Plasmodium falciparum is a deadly parasite that causes malaria in humans and is responsible for nearly 600,000 deaths very year. Malaria is endemic in large regions of the world infecting nearly ~300 million people every year. There are no effective vaccines against malaria and antimalarial drugs are the mainstay of treatment. Unfortunately, the parasite has gained resistance to all clinically available antimalarial drugs and these drug-resistant strains are spreading throughout the world. This is threatening all the progress that has been made against this disease in the last decade. Thus, it is imperative that we constantly identify potential drug targets to stay ahead of this nefarious disease. The parasites from the genus Plasmodium that cause malaria are single celled, eukaryotic pathogens. Since human cells are also eukaryotic, it can be tricky to develop drugs that specifically kill the parasite and don't have too many side effects. The parasitic Plasmodium cell is amazingly complex with two organelles that carry their own genetic material, the mitochondrion and a unique plastid of algal origin known as the apicoplast. The apicoplast is present only in the parasite and not in the human host. This makes it an ideal drug target since attacking the apicoplast will affect only the parasite and not the human host. In fact, some antibiotics have shown success as antimalarial drugs because they target essential biological processes in the apicoplast. However, the molecular mechanisms that drive the biology of this unique parasite organelle remain unknown, which hampers antimalarial drug development. The proposed studies target an important set of genes that we hypothesize to act as key regulators for the biogenesis of the apicoplast. Our preliminary data show that one of the targeted genes is essential for parasite growth underscoring the importance of this pathway in the biology of P. falciparum. We will apply genetic, cellular, and biochemical approaches to characterize the various roles that these genes play in the biogenesis of this essential parasite organelle. Attaining the aims of this proposal will uncover the novel biology of the apicoplast and identify parasite-specific essential proteins that can be targeted for antimalarial drug development.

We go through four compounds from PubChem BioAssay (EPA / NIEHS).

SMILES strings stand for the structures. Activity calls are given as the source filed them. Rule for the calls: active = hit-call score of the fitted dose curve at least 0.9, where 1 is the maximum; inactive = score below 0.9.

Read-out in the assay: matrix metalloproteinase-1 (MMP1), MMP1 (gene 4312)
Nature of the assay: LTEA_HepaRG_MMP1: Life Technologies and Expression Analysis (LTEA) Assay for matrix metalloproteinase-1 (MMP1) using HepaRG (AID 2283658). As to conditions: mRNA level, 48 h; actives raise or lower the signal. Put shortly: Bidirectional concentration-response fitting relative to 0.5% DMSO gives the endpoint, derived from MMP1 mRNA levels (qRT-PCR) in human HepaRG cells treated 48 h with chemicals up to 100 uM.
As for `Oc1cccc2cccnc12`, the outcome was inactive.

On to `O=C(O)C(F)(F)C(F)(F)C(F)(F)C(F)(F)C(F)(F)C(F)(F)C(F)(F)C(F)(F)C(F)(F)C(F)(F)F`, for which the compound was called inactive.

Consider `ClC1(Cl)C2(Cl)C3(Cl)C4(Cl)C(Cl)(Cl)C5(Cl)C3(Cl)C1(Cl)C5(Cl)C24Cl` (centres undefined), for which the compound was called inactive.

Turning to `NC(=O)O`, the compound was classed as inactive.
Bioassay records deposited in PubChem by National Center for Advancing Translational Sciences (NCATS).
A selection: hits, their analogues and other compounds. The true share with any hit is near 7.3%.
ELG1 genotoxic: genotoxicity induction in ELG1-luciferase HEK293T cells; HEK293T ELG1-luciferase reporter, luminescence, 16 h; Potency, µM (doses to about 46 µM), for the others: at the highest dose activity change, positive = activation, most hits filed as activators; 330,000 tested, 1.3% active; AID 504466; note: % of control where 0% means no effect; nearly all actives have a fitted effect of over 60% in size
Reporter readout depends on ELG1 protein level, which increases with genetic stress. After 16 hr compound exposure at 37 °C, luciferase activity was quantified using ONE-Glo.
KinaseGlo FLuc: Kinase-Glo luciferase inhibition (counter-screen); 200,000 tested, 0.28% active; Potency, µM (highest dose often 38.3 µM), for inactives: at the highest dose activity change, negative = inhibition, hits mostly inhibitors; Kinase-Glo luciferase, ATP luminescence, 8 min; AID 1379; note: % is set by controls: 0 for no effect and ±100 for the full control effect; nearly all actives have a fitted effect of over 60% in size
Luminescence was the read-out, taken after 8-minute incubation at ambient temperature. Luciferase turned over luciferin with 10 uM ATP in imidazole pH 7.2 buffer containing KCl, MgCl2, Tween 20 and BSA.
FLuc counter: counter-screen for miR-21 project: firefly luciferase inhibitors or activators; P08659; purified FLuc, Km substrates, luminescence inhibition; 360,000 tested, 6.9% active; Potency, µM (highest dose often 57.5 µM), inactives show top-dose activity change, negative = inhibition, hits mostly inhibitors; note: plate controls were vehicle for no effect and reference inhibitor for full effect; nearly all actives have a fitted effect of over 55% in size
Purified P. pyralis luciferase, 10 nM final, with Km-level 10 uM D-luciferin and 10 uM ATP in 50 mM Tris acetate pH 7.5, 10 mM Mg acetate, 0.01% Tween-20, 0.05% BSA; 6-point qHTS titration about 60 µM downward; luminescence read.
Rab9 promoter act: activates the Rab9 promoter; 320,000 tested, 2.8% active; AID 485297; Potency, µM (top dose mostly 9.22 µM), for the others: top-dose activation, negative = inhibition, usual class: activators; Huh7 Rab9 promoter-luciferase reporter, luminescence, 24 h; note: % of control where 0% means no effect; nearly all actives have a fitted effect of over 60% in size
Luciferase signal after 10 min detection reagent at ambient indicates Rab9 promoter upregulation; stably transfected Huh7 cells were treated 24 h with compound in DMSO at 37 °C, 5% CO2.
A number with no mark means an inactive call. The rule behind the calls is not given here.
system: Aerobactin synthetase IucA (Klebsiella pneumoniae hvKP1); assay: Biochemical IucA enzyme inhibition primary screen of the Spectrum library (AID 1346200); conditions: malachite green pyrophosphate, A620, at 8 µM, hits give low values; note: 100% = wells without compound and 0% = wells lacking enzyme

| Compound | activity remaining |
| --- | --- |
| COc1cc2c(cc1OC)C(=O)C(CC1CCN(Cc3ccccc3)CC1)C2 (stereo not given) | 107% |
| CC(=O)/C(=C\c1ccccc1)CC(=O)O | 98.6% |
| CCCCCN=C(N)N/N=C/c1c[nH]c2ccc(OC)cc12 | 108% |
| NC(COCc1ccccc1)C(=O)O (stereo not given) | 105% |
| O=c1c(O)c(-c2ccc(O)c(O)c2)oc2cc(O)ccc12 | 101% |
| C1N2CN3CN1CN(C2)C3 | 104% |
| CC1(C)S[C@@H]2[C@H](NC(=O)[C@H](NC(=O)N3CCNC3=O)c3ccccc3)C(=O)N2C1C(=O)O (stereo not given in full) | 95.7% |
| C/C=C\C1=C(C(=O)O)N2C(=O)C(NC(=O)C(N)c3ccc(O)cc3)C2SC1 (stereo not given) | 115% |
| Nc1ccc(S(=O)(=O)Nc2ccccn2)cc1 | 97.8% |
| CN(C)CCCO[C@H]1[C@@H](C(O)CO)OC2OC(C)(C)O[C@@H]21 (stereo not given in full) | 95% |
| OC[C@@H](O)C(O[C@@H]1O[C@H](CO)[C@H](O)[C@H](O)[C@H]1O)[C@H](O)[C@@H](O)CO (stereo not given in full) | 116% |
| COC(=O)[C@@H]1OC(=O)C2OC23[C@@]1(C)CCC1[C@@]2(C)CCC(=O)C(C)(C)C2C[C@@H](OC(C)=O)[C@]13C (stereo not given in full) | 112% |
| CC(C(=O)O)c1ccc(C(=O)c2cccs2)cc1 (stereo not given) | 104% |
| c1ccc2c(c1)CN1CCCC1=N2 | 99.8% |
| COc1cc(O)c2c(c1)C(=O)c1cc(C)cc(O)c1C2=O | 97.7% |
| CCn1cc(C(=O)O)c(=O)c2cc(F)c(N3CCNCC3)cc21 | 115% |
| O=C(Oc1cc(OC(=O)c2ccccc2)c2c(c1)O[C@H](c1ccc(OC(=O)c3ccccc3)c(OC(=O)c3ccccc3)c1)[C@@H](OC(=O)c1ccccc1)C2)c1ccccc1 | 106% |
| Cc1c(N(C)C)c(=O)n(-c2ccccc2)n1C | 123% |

Parasites from the genus Plasmodium infect human red blood cells, causing a lethal disease called malaria, which affects hundreds of millions of people worldwide. The proposed research will study a unique organelle that is present only in the parasite. Understanding the key biological mechanisms that drive the biology of this unique parasite plastid will help us develop novel and specific antimalarial therapies, which are sorely needed because Plasmodium has developed resistance to all currently available antimalarial drugs.
|Florentin, Anat; Cobb, David W; Fishburn, Jillian D et al. (2017) PfClpC Is an Essential Clp Chaperone Required for Plastid Integrity and Clp Protease Stability in Plasmodium falciparum. Cell Rep 21:1746-1756|